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SAMPLE: Ziprdrad.exe: Active Document MIME Reader Uses Byte Ranges


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This article was previously published under Q223759

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Summary

ZipReaderAD demonstrates the use of WinInet byte range requests in an Active Document registered as a "MIME viewer" for the content type of "application/zip" and .zip files. ZipReaderAD uses byte range requests to retrieve the list of file contents in a ZIP archive from supporting servers without requiring a download of the entire file to the client.

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More information

The following file is available for download from the Microsoft Download Center:
Release Date: 09-23-1999

For additional information about how to download Microsoft Support files, click the following article number to view the article in the Microsoft Knowledge Base:
119591� How to Obtain Microsoft Support Files from Online Services
Microsoft scanned this file for viruses. Microsoft used the most current virus-detection software that was available on the date that the file was posted. The file is stored on security-enhanced servers that help to prevent any unauthorized changes to the file.

ZipReaderAD demonstrates two key concepts: registering an Active Document to act as a MIME viewer of a particular content type and using WinInet to make byte range requests:

Registering Active Document as MIME Viewer

All of the "code" necessary for accomplishing this is shown in the Ziprdrad.cpp file, in the CZipReaderADApp::InitInstance function. This sample uses the SHLWAPI easy registry API functions to add the necessary entries. In particular, the following registry entries are added to the default Active Template Library (ATL) control registry entries:
  • Associate Extension (.zip) with Media Type (application/zip)
    DWORD dwResult = SHSetValue(HKEY_CLASSES_ROOT, _T(".zip"),
          _T("Content Type"), REG_SZ, "application/zip", 15);
    						
  • Registering Media Type to Active Document CLSID and standard file extension
       dwResult = SHSetValue(HKEY_CLASSES_ROOT,
          _T("MIME\\Database\\Content Type\\application/zip"),
          _T("CLSID"), REG_SZ, "{C792F126-DBB8-11D1-A052-00C04F9403D0}", 15);
       dwResult = SHSetValue(HKEY_CLASSES_ROOT,
          _T("MIME\\Database\\Content Type\\application/zip"),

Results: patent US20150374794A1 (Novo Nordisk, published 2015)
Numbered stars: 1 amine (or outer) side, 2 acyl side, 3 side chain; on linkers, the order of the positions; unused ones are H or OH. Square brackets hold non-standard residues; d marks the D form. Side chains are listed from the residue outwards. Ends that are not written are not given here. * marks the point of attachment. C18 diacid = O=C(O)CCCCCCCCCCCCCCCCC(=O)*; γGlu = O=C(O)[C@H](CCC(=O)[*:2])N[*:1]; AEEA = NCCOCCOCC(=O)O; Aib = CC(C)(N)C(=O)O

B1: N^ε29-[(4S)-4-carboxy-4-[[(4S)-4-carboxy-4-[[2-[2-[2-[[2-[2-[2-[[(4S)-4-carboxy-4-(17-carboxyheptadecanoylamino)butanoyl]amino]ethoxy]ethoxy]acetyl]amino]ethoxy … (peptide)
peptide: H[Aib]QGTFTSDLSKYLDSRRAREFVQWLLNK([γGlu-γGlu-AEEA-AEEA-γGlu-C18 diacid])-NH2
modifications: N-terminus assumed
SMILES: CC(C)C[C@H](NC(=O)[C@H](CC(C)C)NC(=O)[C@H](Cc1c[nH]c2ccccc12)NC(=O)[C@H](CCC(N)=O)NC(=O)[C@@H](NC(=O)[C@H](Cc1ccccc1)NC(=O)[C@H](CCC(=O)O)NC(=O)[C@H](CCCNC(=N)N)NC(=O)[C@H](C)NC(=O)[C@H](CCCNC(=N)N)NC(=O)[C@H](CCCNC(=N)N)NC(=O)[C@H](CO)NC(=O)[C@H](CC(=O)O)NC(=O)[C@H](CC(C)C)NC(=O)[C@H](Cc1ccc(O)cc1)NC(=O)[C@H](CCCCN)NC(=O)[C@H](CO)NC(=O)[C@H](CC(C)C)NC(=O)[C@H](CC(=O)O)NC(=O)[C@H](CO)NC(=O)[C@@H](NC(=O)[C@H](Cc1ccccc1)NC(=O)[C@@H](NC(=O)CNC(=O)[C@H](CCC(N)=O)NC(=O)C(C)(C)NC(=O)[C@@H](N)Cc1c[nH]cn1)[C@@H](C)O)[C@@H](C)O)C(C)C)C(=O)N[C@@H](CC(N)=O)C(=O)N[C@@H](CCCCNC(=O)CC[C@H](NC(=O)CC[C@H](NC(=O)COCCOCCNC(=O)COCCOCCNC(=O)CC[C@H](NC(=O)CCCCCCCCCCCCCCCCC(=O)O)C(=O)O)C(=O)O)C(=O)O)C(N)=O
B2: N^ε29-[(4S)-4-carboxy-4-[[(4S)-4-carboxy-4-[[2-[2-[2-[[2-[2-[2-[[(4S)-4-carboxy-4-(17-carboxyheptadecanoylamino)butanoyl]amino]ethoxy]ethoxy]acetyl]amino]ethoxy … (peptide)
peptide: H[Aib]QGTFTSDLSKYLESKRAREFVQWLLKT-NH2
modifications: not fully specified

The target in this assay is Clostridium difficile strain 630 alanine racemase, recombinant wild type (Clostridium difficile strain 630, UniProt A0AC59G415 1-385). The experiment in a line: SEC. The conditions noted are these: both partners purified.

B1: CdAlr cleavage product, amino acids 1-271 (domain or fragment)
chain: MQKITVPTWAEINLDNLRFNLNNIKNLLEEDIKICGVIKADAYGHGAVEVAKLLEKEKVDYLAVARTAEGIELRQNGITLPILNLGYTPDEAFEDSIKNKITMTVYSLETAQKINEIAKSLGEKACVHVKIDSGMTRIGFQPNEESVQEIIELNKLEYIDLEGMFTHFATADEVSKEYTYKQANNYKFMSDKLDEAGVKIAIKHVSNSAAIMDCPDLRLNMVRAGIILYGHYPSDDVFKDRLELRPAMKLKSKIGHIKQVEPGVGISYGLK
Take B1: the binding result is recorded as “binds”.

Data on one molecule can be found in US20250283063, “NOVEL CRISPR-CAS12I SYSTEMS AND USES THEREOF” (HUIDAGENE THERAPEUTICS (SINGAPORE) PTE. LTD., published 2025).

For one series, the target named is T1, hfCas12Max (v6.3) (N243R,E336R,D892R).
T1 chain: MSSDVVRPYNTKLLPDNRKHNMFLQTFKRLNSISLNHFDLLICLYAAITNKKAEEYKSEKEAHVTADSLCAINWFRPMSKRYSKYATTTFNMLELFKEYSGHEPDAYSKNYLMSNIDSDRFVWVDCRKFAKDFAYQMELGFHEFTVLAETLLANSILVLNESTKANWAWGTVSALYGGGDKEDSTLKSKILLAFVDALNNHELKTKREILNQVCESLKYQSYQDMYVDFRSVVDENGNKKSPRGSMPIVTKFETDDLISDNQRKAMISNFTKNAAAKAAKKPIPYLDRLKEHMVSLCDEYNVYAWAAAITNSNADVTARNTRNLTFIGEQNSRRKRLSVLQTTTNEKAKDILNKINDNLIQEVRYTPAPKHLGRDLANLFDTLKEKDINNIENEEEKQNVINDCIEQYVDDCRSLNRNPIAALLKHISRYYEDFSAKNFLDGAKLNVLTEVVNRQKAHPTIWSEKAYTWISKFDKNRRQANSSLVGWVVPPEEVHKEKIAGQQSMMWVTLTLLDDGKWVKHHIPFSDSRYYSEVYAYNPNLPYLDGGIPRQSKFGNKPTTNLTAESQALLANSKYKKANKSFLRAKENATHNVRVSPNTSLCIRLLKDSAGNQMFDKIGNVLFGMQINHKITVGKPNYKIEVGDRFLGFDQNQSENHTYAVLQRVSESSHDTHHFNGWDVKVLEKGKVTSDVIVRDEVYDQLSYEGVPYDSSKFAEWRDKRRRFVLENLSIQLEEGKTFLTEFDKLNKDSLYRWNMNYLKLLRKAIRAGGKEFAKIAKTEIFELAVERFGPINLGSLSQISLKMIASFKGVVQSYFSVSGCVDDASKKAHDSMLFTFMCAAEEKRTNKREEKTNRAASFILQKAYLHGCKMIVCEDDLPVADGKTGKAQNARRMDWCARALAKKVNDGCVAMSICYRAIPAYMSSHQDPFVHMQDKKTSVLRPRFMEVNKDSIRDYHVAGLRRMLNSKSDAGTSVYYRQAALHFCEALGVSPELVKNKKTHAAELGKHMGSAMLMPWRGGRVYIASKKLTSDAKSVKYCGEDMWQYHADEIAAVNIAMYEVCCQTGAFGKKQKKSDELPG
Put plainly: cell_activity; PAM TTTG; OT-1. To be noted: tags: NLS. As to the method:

_T("Extension"), REG_SZ, ".zip", 15);
    						
(ZipReaderAD needs to be run once before use. A setup program should make comparable registry entries so this isn't necessary.)

Using WinInet to Make Byte-Range Requests

The code for interacting with remote zip files is spread out over three main areas.

First, Zipparse.cpp and Zipparse.h contain functions specialized to parsing sections of data from the ZIP file. All of these functions assume the data is available already in a special buffer and none make any download requests. Read through this code at your leisure.

Second, the download is actually initiated in the server's IPersistMoniker::Load function. Load is called during the initialization of the document in Internet Explorer 4.0. In this sample, you merely determine whether the actual location of the data is on an HTTP server (byte ranges supported) or from an FTP server (byte range not supported), and then kick off the appropriate code path.

CentralDirectoryRangeHelper is used for byte ranges, and is the main focus of this sample. CentralDirectoryStreamHelper does no byte ranges and uses a basic moniker binding to the data. Note that unless we're on HTTP, you need to wait for all of the data to be downloaded before attempting byte ranges.

Last, the actual byte range work is done in RangeRequest, which is called by CentralDirectoryRangeHelper twice--first to get the last 22 bytes necessary for finding the number of bytes needed for the ZIP file's central directory and then to get the central directory. RangeRequest does pretty simple work: it adds the Range header during an InternetOpenURL call and then uses InternetReadFile to read the resultant data into a buffer.

To use this sample, build the program and run its executable once to register the Active Document on the machine. Then, navigate Internet Explorer to a ZIP file on the Internet.

NOTE: This server does not function standalone; it can successfully open files only when hosted in Internet Explorer as an Active Document. The code necessary to convince MFC to open ZIP files during OnOpenDocument is left as an exercise to the reader.

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Keywords: kbhowto, kbdownload, kbnavigation, kbactivedocs, kbfile, kbsample, KB223759

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Article Info
Article ID : 223759
Revision : 5
Created on : 8/9/2004
Published on : 8/9/2004
Exists online : False
Views : 422